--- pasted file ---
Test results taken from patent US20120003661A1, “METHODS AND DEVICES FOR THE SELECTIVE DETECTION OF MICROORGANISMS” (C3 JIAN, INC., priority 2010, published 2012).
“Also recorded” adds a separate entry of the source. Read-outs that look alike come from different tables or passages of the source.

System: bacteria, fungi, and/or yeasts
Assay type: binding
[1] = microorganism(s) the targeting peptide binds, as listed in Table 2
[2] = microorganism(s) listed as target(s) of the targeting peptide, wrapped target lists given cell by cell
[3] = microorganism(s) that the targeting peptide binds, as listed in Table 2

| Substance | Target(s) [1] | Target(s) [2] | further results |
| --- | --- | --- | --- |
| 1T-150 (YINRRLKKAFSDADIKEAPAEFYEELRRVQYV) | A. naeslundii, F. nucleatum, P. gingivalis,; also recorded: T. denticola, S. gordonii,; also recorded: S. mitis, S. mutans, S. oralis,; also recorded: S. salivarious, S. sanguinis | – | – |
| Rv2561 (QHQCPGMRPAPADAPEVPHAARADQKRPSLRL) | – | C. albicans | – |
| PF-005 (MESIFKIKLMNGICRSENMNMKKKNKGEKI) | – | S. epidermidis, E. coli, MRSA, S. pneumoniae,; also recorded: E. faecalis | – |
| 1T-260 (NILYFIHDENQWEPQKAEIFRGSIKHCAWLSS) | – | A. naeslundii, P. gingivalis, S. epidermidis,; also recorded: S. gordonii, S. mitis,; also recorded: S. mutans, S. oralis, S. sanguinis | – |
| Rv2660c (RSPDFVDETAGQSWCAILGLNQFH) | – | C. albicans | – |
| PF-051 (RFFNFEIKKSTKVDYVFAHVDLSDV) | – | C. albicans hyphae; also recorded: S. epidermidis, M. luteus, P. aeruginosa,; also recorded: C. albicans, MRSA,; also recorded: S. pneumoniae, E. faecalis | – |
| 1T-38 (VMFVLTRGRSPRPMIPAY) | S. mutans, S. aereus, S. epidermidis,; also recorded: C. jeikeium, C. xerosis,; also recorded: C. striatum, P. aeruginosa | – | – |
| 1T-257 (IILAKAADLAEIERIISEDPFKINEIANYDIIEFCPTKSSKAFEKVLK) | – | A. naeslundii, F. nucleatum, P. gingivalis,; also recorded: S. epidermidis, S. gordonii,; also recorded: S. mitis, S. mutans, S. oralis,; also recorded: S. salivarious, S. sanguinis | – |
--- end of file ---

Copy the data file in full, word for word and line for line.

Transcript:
Test results taken from patent US20120003661A1, “METHODS AND DEVICES FOR THE SELECTIVE DETECTION OF MICROORGANISMS” (C3 JIAN, INC., priority 2010, published 2012).
“Also recorded” adds a separate entry of the source. Read-outs that look alike come from different tables or passages of the source.

System: bacteria, fungi, and/or yeasts
Assay type: binding
[1] = microorganism(s) the targeting peptide binds, as listed in Table 2
[2] = microorganism(s) listed as target(s) of the targeting peptide, wrapped target lists given cell by cell
[3] = microorganism(s) that the targeting peptide binds, as listed in Table 2

| Substance | Target(s) [1] | Target(s) [2] | further results |
| --- | --- | --- | --- |
| 1T-150 (YINRRLKKAFSDADIKEAPAEFYEELRRVQYV) | A. naeslundii, F. nucleatum, P. gingivalis,; also recorded: T. denticola, S. gordonii,; also recorded: S. mitis, S. mutans, S. oralis,; also recorded: S. salivarious, S. sanguinis | – | – |
| Rv2561 (QHQCPGMRPAPADAPEVPHAARADQKRPSLRL) | – | C. albicans | – |
| PF-005 (MESIFKIKLMNGICRSENMNMKKKNKGEKI) | – | S. epidermidis, E. coli, MRSA, S. pneumoniae,; also recorded: E. faecalis | – |
| 1T-260 (NILYFIHDENQWEPQKAEIFRGSIKHCAWLSS) | – | A. naeslundii, P. gingivalis, S. epidermidis,; also recorded: S. gordonii, S. mitis,; also recorded: S. mutans, S. oralis, S. sanguinis | – |
| Rv2660c (RSPDFVDETAGQSWCAILGLNQFH) | – | C. albicans | – |
| PF-051 (RFFNFEIKKSTKVDYVFAHVDLSDV) | – | C. albicans hyphae; also recorded: S. epidermidis, M. luteus, P. aeruginosa,; also recorded: C. albicans, MRSA,; also recorded: S. pneumoniae, E. faecalis | – |
| 1T-38 (VMFVLTRGRSPRPMIPAY) | S. mutans, S. aereus, S. epidermidis,; also recorded: C. jeikeium, C. xerosis,; also recorded: C. striatum, P. aeruginosa | – | – |
| 1T-257 (IILAKAADLAEIERIISEDPFKINEIANYDIIEFCPTKSSKAFEKVLK) | – | A. naeslundii, F. nucleatum, P. gingivalis,; also recorded: S. epidermidis, S. gordonii,; also recorded: S. mitis, S. mutans, S. oralis,; also recorded: S. salivarious, S. sanguinis | – |